MUSC 213 Lecture 9: Romantic Period

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29 Jun 2017
German poet, novelist, dramatist, scientist, painter, etc.
Defined romantic as a subjective portrayal in literature
More emotional than intellectual
Johann Wolfgang von Goethe (1794
Idea that it's irrational, disordered, relies on extremes, pursuit of the unique
Increased richness of tonal vocabulary, more diverse/dissonant harmonies
Industrial Revolution, middle class becoming more prominent, switch from agrarian to
Romantic is a literary/philosophical term
Philosophical outlook
Rights of the individuals
Rise of nationalism, nation
Increase in size of the middle class
Social currents
Box office/middle class most important
Patronage of music
Music becomes art, a means of escape
Function of music in society
Contrasts with 18th
Trade and merchants
Growth of the middle class
Universal education
Enlightened despots
Revolutionary movements
Important social considerations
Freedom of individual feeling
Politically revolutionary sympathies
Breakdown of social barriers
Interest in nature
Interest in the supernatural
Interest in exoticism (the "other")
Tied in with national identity
Fascination with the past
Focus on nationalism
Breakdown of the barriers between the arts
Hallmarks of Romanticism
Romanticism & 19th
Century Music
Music is the art that is the most free
Popular theatre
Audience starting to call the shots
Increasing sense of a canon of pieces from dead composers
Rise of public concerts
Changed image/social status of musicians
Means for escape
Change in image/role of music
Change in the patronage system
Place of Music in the Romantic Period
Wednesday, October 26, 2016 11:27 AM
History of Western Music Page 1
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Change in the patronage system
Music appreciation classes
emotional, demonstrative
much chromatism
> breakdown of the tonal system (late in the century)
much contrast, rubato
change is important
Tone color/timbre
much expansion
period forms expanded or changed, through
Symphonic poem, lieder, character piece
first build on Classic Period genres; also developed new genres
Has meaning beyond music
Musical description of a story or poem
New approach: Program music
Poetry by major German poets
Piano is important, piano and voice almost become a duet
True ensemble (piano and voice)
Vocal line is independent of the accompaniment
Tinges of Romanticism: word painting, etc.
Forms of the songs: strophic, modified strophic, through
Important elements of lied
Franz Schubert
Robert Schumann
Clara Schumann
Johannes Brahms
Hugo Wolf
Gustav Mahler
Important lieder composers
Traditional background
Lots of classic orchestral music
9 operas, 8 symphonies
Song cycles
Supported by a circle of friends
Wasn't well known at the time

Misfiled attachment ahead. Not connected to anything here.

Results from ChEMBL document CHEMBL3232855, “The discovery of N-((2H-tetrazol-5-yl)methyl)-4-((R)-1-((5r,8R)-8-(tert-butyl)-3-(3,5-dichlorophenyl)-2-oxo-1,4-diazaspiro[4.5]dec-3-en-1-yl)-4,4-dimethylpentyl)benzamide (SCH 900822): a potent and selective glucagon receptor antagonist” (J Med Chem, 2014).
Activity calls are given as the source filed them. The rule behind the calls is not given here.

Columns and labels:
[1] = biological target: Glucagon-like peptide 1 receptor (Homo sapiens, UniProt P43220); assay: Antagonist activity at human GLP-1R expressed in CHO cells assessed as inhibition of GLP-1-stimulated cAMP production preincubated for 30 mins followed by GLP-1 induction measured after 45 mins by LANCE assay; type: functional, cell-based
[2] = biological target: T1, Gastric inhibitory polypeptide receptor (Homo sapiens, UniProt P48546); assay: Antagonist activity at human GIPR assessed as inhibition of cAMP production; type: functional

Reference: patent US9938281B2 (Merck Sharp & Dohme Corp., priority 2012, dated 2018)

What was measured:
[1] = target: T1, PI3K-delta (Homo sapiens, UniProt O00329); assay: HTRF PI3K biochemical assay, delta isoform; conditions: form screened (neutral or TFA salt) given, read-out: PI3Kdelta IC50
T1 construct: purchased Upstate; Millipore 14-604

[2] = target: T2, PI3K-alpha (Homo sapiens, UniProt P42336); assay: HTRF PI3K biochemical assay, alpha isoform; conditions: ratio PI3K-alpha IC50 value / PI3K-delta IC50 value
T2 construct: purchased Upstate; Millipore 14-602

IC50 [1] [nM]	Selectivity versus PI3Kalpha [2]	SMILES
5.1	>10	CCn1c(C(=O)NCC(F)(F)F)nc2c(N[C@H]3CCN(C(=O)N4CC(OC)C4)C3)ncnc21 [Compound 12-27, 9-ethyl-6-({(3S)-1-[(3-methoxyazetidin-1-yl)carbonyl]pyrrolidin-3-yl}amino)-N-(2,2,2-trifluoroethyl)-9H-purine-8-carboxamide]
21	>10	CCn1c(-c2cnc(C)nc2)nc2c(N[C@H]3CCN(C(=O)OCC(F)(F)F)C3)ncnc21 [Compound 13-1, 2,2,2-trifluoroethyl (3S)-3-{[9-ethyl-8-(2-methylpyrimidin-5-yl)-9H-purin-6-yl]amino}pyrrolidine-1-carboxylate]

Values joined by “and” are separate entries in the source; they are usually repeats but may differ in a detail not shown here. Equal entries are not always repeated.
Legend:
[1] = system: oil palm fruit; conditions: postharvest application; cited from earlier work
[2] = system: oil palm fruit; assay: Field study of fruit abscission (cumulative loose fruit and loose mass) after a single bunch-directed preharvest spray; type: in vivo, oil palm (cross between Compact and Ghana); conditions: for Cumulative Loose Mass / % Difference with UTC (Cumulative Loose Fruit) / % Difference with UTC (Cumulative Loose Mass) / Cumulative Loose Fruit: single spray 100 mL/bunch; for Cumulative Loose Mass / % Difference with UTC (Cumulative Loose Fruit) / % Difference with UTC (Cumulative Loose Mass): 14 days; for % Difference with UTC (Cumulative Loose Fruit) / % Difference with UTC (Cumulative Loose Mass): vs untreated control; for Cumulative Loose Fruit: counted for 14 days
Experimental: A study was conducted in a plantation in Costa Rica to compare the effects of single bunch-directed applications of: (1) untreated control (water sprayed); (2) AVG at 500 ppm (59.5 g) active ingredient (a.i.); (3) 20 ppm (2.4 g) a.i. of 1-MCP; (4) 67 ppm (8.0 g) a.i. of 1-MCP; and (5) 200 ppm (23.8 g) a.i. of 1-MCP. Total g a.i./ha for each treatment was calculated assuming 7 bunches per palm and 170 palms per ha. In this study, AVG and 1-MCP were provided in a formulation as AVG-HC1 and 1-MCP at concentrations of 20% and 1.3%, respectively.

Eked out a living
Schubert (1797
Involved in literature, literary background
Wrote poetry
Interested in word/music relationships throughout life
musical meanings in his music
Successful composer
Married to Clara Schumann
Went insane, attempted suicide, manic depressive
Robert Schumann (1810
Schumann lieder more introspective, full of longing
Uses more chromatism
Interludes, postludes, etc. more subtle
Piano comments on the action
Piano role more prominent
Schumann vs. Schubert
Clara Schumann (1819
Song (Lied) of the Romantic Period
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Virtuoso pianist, father taught her
Robert took lessons with her dad, who didn't approve
Basically stopped composing because she had to take care of 8 kids
Went back to performing after Robert died
One of the first 19th
century musicians to bring older music back
Character pieces for piano, chamber music, one piano concerto
Clara Schumann (1819
Frequently put together in sets
New genre: character piece
Franz Schubert
Robert Schumann
Frederic Chopin
Louis Moreau Gottschalk
Franz Liszt
Important composers
Made his living as a teacher and writer, not as a performer
Literally represents characters
Eusebius (dreamy)
Florestan (quixotic, impetuous)
Raro (wise)
Pseudonyms and alter
Clara (Chiarina)
Other characters
Most famous set: Carnaval
Piano music fairly dense, introspective
3 piano sonatas, 1 concerto, lots of character pieces
Supported by patrons in Parisian salon society
Had tuberculosis
Taught music, sold it
Scandalous relationship with George Sand (Aurore Lucile Dupin)
Waltzes, polonaises, mazurkas
3 sonatas, 2 concertos, lots of character pieces
Wanted to use the entire keyboard, interested in tone color, timbre, pitch
decoration that singgers sing
Sounds introspective and improvisatory, pedal, rubato
Chopin (1810
From New Orleans, French native language
Incorporated African
American rhythms in his music
Wrote operas and symphonies, program character pieces
Gottschalk (1829
Did a lot of touring, virtuoso, started performing at age 11
Studied in Vienna with Salieri
Franz Liszt (1814
Piano Music of the 19th Century
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